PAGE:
BDP Paul Ferraro lays out the free-market case for climate science
In a commentary for the Bloomberg View, Johns Hopkins University Bloomberg Distinguished Professor Paul Ferraro argues that the principles of a free market economy also apply to the exchange of scientific ideas. He suggests that a person who has faith in the power of free markets should then “accept the evidence that human activity is bringing about climate change.”
Free market economies are built upon principles that resemble the “market” of scientific ideas, says Ferraro, who is an economist with appointments in the Carey Business School and the Whiting School of Engineering.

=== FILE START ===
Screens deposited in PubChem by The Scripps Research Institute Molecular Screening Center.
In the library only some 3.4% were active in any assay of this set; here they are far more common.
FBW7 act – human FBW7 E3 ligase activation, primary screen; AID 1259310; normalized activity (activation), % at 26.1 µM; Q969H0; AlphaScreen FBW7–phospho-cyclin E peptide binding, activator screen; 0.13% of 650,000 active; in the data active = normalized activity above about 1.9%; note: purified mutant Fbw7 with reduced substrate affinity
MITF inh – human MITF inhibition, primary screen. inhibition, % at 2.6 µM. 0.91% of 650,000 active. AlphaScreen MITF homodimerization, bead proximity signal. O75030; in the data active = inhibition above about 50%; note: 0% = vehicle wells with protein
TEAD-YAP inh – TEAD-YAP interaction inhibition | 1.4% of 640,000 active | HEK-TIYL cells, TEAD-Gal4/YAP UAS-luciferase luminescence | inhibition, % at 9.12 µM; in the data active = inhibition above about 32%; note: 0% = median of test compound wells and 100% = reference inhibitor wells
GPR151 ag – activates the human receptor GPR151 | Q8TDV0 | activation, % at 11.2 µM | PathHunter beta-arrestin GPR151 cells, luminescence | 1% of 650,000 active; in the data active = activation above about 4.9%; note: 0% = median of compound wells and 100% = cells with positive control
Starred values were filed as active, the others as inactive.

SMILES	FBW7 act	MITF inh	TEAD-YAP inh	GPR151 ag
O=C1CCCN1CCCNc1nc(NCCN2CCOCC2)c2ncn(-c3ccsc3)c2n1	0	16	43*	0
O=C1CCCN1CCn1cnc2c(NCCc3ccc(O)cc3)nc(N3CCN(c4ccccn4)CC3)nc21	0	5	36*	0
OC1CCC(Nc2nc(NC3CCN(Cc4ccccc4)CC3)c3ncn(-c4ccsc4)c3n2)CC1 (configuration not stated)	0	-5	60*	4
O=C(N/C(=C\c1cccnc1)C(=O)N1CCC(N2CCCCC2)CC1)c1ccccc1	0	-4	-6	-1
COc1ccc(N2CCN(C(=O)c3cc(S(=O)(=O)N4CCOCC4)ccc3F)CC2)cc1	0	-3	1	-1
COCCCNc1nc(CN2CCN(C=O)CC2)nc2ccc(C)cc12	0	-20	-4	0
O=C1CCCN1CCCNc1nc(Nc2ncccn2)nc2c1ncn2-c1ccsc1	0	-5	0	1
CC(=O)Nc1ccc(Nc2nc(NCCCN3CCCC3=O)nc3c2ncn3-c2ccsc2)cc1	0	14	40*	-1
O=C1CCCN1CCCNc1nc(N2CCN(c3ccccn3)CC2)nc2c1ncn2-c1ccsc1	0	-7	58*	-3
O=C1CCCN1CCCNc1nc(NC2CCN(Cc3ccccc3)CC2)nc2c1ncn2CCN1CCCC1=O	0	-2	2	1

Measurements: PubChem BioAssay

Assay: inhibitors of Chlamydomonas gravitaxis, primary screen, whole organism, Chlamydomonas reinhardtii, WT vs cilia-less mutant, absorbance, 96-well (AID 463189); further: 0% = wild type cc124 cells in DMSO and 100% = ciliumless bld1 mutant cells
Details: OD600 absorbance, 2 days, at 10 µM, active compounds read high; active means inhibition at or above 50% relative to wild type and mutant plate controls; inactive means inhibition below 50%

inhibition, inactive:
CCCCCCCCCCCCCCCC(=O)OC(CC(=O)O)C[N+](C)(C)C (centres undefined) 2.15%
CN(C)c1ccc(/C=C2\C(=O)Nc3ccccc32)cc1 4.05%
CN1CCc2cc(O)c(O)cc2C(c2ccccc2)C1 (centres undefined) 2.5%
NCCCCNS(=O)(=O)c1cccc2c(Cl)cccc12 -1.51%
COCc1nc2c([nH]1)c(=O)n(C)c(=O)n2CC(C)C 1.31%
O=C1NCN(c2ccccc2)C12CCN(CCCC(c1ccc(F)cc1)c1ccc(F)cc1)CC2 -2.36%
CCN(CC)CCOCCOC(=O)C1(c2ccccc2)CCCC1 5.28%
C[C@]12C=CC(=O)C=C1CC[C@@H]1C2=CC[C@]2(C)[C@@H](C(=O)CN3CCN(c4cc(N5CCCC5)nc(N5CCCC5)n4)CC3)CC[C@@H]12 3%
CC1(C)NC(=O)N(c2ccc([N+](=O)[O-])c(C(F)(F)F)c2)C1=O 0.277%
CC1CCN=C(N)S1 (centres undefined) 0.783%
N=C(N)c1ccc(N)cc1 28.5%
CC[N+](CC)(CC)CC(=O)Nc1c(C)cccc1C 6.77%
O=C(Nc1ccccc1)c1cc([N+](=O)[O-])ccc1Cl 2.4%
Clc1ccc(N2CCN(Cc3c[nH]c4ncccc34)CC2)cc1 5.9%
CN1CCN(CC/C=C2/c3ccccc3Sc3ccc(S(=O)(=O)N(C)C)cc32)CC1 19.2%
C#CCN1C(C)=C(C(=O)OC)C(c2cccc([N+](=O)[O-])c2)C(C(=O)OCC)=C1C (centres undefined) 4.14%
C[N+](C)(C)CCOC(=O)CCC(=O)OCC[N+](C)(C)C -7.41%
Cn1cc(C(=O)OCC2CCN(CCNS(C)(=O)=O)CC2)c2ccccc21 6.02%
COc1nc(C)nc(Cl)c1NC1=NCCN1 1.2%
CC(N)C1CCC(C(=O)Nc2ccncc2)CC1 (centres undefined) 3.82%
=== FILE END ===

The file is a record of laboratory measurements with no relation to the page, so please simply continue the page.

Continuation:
“Free and competitive markets work efficiently in large part because they are phenomenal information aggregators, gathering and sorting facts about consumer preferences and business production costs, and guiding market participants to engage in actions that provide benefits to both sides,” he writes. “Likewise, scientific ideas thrive or perish in a marketplace of their own.”
He says that scientific ideas are constantly tested, expanded on, or disproved. Like goods and services in an economy, those scientific theories that withstand competition prevail.
Ferraro suggests that the theory of man-made climate change has prevailed against the competing scientific research trying to disprove it.